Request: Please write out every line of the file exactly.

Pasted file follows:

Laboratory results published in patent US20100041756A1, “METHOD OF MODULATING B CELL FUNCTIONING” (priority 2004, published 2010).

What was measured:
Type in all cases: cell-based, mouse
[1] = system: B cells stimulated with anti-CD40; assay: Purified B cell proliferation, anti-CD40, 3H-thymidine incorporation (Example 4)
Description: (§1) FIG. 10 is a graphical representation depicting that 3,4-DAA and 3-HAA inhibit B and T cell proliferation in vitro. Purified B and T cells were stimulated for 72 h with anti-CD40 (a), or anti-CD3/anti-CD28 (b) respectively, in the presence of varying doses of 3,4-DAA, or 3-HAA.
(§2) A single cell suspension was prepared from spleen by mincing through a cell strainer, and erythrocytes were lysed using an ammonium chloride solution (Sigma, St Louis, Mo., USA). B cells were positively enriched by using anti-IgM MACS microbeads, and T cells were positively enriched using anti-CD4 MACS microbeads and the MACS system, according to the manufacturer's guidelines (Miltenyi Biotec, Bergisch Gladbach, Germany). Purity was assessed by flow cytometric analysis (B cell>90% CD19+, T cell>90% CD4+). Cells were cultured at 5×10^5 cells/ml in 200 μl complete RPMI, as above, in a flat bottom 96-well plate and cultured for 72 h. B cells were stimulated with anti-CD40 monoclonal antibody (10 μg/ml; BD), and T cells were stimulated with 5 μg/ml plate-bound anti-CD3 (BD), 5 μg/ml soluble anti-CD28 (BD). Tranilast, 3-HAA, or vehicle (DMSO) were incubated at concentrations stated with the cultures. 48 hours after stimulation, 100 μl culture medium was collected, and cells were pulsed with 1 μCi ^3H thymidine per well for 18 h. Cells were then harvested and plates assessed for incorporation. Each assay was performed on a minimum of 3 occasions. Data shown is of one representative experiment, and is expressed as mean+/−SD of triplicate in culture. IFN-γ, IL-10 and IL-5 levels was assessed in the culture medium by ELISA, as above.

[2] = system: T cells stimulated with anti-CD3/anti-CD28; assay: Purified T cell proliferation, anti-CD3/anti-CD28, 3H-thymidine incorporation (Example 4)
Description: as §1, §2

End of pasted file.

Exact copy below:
Laboratory results published in patent US20100041756A1, “METHOD OF MODULATING B CELL FUNCTIONING” (priority 2004, published 2010).

What was measured:
Type in all cases: cell-based, mouse
[1] = system: B cells stimulated with anti-CD40; assay: Purified B cell proliferation, anti-CD40, 3H-thymidine incorporation (Example 4)
Description: (§1) FIG. 10 is a graphical representation depicting that 3,4-DAA and 3-HAA inhibit B and T cell proliferation in vitro. Purified B and T cells were stimulated for 72 h with anti-CD40 (a), or anti-CD3/anti-CD28 (b) respectively, in the presence of varying doses of 3,4-DAA, or 3-HAA.
(§2) A single cell suspension was prepared from spleen by mincing through a cell strainer, and erythrocytes were lysed using an ammonium chloride solution (Sigma, St Louis, Mo., USA). B cells were positively enriched by using anti-IgM MACS microbeads, and T cells were positively enriched using anti-CD4 MACS microbeads and the MACS system, according to the manufacturer's guidelines (Miltenyi Biotec, Bergisch Gladbach, Germany). Purity was assessed by flow cytometric analysis (B cell>90% CD19+, T cell>90% CD4+). Cells were cultured at 5×10^5 cells/ml in 200 μl complete RPMI, as above, in a flat bottom 96-well plate and cultured for 72 h. B cells were stimulated with anti-CD40 monoclonal antibody (10 μg/ml; BD), and T cells were stimulated with 5 μg/ml plate-bound anti-CD3 (BD), 5 μg/ml soluble anti-CD28 (BD). Tranilast, 3-HAA, or vehicle (DMSO) were incubated at concentrations stated with the cultures. 48 hours after stimulation, 100 μl culture medium was collected, and cells were pulsed with 1 μCi ^3H thymidine per well for 18 h. Cells were then harvested and plates assessed for incorporation. Each assay was performed on a minimum of 3 occasions. Data shown is of one representative experiment, and is expressed as mean+/−SD of triplicate in culture. IFN-γ, IL-10 and IL-5 levels was assessed in the culture medium by ELISA, as above.

[2] = system: T cells stimulated with anti-CD3/anti-CD28; assay: Purified T cell proliferation, anti-CD3/anti-CD28, 3H-thymidine incorporation (Example 4)
Description: as §1, §2